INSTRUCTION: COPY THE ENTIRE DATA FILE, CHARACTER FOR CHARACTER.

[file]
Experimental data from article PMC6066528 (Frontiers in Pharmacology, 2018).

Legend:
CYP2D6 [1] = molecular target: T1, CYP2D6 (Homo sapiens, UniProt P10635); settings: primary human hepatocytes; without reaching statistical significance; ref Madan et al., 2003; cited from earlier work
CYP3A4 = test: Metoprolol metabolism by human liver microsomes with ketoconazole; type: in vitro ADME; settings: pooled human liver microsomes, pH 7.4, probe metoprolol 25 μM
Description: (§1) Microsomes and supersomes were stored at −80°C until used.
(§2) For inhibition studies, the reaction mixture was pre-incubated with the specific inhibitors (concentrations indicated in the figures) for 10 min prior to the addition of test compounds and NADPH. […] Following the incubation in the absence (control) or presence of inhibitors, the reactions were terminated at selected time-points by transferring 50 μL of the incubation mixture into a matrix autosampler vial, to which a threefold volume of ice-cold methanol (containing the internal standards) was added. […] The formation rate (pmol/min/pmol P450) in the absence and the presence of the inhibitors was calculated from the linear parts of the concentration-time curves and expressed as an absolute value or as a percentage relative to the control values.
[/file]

Experimental data from article PMC6066528 (Frontiers in Pharmacology, 2018).

Legend:
CYP2D6 [1] = molecular target: T1, CYP2D6 (Homo sapiens, UniProt P10635); settings: primary human hepatocytes; without reaching statistical significance; ref Madan et al., 2003; cited from earlier work
CYP3A4 = test: Metoprolol metabolism by human liver microsomes with ketoconazole; type: in vitro ADME; settings: pooled human liver microsomes, pH 7.4, probe metoprolol 25 μM
Description: (§1) Microsomes and supersomes were stored at −80°C until used.
(§2) For inhibition studies, the reaction mixture was pre-incubated with the specific inhibitors (concentrations indicated in the figures) for 10 min prior to the addition of test compounds and NADPH. […] Following the incubation in the absence (control) or presence of inhibitors, the reactions were terminated at selected time-points by transferring 50 μL of the incubation mixture into a matrix autosampler vial, to which a threefold volume of ice-cold methanol (containing the internal standards) was added. […] The formation rate (pmol/min/pmol P450) in the absence and the presence of the inhibitors was calculated from the linear parts of the concentration-time curves and expressed as an absolute value or as a percentage relative to the control values.